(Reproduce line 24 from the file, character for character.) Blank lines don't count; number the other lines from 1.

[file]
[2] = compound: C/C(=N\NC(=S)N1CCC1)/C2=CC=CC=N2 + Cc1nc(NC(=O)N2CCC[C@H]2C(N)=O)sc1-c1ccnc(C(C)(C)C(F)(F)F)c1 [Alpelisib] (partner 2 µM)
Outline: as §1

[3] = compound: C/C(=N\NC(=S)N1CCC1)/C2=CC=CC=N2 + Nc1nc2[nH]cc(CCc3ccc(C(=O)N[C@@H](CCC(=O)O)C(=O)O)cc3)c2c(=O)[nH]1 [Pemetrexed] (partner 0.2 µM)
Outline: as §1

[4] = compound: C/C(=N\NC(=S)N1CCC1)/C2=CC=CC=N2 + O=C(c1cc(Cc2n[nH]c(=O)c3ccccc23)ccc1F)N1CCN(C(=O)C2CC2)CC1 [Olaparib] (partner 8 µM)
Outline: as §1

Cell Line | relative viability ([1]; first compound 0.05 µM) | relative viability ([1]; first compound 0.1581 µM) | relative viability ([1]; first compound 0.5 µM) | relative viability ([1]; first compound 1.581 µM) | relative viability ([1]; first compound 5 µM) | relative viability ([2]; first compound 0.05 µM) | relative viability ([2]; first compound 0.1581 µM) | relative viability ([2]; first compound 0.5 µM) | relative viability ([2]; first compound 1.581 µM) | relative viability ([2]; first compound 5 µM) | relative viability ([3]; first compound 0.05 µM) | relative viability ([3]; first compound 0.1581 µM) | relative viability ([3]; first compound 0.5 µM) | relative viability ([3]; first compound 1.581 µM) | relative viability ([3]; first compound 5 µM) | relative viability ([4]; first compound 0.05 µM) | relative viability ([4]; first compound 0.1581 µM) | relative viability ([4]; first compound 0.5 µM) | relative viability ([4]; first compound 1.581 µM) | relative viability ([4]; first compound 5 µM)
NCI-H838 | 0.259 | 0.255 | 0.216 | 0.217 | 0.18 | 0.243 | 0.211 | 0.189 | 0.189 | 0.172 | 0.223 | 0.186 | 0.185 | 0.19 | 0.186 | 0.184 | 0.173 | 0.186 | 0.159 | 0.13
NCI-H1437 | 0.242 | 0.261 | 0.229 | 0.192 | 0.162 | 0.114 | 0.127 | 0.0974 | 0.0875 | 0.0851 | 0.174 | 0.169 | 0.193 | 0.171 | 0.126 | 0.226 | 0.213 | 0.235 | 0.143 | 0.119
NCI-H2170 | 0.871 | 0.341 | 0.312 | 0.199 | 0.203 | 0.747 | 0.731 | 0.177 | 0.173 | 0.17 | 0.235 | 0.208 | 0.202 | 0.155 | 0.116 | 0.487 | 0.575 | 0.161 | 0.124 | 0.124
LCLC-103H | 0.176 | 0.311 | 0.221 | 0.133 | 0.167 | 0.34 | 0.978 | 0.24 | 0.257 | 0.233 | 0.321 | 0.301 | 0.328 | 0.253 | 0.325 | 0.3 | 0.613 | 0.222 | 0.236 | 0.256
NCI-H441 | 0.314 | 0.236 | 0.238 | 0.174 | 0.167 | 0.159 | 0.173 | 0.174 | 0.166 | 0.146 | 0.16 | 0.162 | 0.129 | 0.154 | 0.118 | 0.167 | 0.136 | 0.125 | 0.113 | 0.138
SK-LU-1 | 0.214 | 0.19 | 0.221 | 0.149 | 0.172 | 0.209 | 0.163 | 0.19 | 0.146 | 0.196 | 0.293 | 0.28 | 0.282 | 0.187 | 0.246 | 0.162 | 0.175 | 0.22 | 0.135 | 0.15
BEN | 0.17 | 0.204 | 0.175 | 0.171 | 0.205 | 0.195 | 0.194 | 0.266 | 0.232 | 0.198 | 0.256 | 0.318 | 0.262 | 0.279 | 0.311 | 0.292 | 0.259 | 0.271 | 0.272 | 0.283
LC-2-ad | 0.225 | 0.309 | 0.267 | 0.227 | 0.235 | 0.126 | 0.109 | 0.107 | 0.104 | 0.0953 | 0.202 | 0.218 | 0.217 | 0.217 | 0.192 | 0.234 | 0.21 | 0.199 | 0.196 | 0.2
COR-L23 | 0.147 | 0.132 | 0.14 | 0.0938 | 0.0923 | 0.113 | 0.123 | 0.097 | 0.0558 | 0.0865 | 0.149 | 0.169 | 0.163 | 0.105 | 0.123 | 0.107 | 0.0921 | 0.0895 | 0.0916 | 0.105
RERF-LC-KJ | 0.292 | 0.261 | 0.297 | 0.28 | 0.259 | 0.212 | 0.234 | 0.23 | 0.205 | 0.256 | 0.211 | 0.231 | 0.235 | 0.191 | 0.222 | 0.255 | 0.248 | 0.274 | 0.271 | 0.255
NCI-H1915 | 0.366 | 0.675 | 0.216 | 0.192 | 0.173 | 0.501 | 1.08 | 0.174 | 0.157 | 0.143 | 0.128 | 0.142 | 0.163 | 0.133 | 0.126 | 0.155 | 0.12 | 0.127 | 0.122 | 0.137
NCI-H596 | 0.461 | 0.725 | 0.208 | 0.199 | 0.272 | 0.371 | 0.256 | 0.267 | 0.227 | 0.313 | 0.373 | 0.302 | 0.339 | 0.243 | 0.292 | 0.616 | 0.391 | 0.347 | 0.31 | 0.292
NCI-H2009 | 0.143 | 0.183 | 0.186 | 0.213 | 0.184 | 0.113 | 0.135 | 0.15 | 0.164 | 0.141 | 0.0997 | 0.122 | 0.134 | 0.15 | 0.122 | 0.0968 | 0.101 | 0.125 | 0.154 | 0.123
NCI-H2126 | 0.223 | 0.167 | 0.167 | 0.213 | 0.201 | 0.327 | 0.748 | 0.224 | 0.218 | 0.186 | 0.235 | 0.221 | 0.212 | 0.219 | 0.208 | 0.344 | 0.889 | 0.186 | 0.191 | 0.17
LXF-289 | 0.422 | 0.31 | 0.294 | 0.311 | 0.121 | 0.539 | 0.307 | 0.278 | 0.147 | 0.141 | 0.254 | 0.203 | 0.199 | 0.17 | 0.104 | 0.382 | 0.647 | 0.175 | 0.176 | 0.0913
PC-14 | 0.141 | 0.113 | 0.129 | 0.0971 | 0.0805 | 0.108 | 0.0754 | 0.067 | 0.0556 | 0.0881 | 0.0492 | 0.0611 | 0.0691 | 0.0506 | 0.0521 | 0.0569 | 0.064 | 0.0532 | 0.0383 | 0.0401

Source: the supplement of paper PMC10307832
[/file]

Source: the supplement of paper PMC10307832